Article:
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16-Jul-2017 08:53

He's the one that benefits everything, and they don't look at the benefit of the woman," Khabir said."But I think a lot of the time, it's seen as this sexist institution of marriage that only benefits the man."Although polygyny is permitted under Islam, and some would say is growing in acceptance, Naeemah Khabir said that it remained a contentious topic within the Muslim community and that the specific guidelines under which it is permitted have not always been followed."These are rules that some men follow," she said, "and a lot of men don't."As a result, many matchmaking websites and apps geared toward Muslims have emerged."They're like, 'Do you see all these women, and there are very few men?'"It's why Yusuf Abdul Jaleel, who traveled from Yonkers to attend the marriage committee's latest match-up event in April, is open to a polygynous marriage."You have a surplus of single sisters, and you have a deficit of single brothers," he said.When Aminah Muhammad, divorced 16 years with six adult children, attended the April match-up, she already had tried — unsuccessfully — one other match-up event and the services of a matchmaker.

According to the 2015 Brookings Institution report, black women have the lowest rates of "marrying out" across race lines."The women themselves, they would maybe be interested in someone from another cultural group," said Nadir."But those other cultural groups are looking at their own group, and not so much at African American women, as prospective mates."In the meantime, there has been a rise in the practice of polygyny, marriages in which the husband has more than one wife, particularly in cities such as Philadelphia, New York and Chicago, Nadir said.(By contrast, polygamy, illegal in the United States, refers generally to the practice of marrying multiple spouses.)Khabir said she felt the pressure."Sometimes, when you express that you want to be in monogamy, people look at you like that's an unrealistic expectation," she said.An obstacle to finding a good Muslim man through dating can be Islam itself: The religion limits intermingling with the opposite sex, prohibits physical intimacy before marriage, and requires the presence of a wali — a male family member who serves as a chaperone, go-between, and private investigator — for all interactions between two potential spouses. Khabir, along with Kashief Smith, a fellow member of the United Muslim Masjid in West Philadelphia, created a "marriage fair" under the mosque's Healthy Marriage Committee.First taking place with a speed-dating format in 2012, this year it was revamped and rebranded as a match-up event.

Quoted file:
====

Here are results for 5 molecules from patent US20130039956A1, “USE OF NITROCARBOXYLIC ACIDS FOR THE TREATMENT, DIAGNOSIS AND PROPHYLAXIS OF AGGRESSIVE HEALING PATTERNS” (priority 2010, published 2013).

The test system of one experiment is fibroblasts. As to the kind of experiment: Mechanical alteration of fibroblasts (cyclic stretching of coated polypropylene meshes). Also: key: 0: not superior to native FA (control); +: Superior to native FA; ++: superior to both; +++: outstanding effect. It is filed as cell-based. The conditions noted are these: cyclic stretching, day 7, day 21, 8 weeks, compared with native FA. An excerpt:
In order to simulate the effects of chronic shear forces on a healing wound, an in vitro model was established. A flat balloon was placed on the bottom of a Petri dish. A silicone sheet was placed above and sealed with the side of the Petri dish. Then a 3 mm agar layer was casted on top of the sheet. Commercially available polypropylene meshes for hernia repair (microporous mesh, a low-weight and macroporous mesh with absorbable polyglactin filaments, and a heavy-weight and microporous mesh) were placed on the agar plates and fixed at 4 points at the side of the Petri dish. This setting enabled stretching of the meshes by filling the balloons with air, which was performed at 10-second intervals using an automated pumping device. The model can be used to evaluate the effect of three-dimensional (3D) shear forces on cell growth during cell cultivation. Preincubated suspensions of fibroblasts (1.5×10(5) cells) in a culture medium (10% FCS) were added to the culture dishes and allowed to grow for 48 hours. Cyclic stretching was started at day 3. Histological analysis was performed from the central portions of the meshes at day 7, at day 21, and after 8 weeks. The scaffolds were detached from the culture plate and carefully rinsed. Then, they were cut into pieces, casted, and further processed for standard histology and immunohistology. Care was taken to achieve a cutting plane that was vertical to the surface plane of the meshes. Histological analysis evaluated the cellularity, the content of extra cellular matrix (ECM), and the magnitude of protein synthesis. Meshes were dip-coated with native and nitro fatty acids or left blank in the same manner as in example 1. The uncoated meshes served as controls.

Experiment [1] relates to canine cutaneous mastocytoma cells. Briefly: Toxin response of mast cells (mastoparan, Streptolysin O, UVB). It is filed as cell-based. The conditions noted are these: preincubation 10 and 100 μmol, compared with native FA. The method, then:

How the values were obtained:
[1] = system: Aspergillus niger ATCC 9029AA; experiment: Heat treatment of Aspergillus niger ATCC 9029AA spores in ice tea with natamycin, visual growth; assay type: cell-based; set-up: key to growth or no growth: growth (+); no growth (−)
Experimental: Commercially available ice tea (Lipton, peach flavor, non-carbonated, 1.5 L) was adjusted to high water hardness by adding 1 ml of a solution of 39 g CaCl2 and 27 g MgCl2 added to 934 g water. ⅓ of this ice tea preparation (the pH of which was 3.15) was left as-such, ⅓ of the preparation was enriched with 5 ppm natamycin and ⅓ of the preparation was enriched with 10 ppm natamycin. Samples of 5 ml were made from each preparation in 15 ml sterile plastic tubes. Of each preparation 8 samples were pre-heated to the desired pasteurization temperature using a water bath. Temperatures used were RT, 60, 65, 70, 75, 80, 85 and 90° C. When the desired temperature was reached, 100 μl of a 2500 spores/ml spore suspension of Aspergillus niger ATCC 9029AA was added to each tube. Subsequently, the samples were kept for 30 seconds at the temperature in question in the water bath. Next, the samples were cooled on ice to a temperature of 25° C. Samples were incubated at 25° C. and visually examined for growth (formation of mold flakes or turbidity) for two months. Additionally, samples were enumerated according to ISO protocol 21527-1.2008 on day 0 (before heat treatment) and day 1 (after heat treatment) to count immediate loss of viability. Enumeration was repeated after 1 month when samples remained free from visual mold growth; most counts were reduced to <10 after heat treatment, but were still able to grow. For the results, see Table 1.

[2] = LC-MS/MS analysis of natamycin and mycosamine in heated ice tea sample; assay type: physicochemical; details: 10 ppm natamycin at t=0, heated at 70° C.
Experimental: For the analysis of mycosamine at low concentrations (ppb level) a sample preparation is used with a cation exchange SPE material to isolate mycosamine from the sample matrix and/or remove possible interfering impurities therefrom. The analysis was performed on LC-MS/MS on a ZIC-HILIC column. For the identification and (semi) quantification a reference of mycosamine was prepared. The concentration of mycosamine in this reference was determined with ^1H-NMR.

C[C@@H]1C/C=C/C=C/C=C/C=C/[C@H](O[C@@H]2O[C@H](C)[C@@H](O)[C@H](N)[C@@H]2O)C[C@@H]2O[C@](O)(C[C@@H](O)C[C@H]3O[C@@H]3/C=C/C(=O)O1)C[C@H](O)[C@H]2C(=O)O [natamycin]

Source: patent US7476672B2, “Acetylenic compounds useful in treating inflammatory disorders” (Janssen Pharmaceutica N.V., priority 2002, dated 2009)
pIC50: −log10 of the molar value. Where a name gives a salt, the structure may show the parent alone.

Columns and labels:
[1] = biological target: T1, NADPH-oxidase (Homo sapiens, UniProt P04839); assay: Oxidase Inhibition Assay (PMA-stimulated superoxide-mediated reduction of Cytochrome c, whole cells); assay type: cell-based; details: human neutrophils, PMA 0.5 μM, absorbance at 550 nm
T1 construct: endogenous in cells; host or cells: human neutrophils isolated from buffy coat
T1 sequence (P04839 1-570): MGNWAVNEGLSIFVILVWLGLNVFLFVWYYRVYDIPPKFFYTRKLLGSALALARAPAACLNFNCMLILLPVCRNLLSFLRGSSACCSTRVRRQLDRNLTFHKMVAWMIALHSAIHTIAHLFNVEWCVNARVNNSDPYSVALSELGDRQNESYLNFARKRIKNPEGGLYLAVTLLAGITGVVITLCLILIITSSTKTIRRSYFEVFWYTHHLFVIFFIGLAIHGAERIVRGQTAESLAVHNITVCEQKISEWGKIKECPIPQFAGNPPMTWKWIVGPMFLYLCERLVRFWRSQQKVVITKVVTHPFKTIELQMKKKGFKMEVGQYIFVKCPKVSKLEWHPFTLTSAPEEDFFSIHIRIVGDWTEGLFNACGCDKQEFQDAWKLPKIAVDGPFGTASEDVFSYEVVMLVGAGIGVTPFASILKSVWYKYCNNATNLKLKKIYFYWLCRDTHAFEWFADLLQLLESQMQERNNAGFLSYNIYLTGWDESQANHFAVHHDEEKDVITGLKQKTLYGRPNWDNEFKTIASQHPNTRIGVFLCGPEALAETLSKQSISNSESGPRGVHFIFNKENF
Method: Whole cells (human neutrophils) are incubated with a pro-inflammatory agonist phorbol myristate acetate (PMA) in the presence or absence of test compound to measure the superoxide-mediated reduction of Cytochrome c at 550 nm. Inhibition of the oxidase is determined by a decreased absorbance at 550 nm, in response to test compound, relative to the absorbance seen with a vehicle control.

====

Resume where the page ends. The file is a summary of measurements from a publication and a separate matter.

According to the 2015 Brookings Institution report, black women have the lowest rates of "marrying out" across race lines."The women themselves, they would maybe be interested in someone from another cultural group," said Nadir.

"But those other cultural groups are looking at their own group, and not so much at African American women, as prospective mates."In the meantime, there has been a rise in the practice of polygyny, marriages in which the husband has more than one wife, particularly in cities such as Philadelphia, New York and Chicago, Nadir said.

(By contrast, polygamy, illegal in the United States, refers generally to the practice of marrying multiple spouses.)Khabir said she felt the pressure."Sometimes, when you express that you want to be in monogamy, people look at you like that's an unrealistic expectation," she said.

An obstacle to finding a good Muslim man through dating can be Islam itself: The religion limits intermingling with the opposite sex, prohibits physical intimacy before marriage, and requires the presence of a wali — a male family member who serves as a chaperone, go-between, and private investigator — for all interactions between two potential spouses. Khabir, along with Kashief Smith, a fellow member of the United Muslim Masjid in West Philadelphia, created a "marriage fair" under the mosque's Healthy Marriage Committee.

First taking place with a speed-dating format in 2012, this year it was revamped and rebranded as a match-up event.

Showing up solo, I initially felt intimidated and out of place.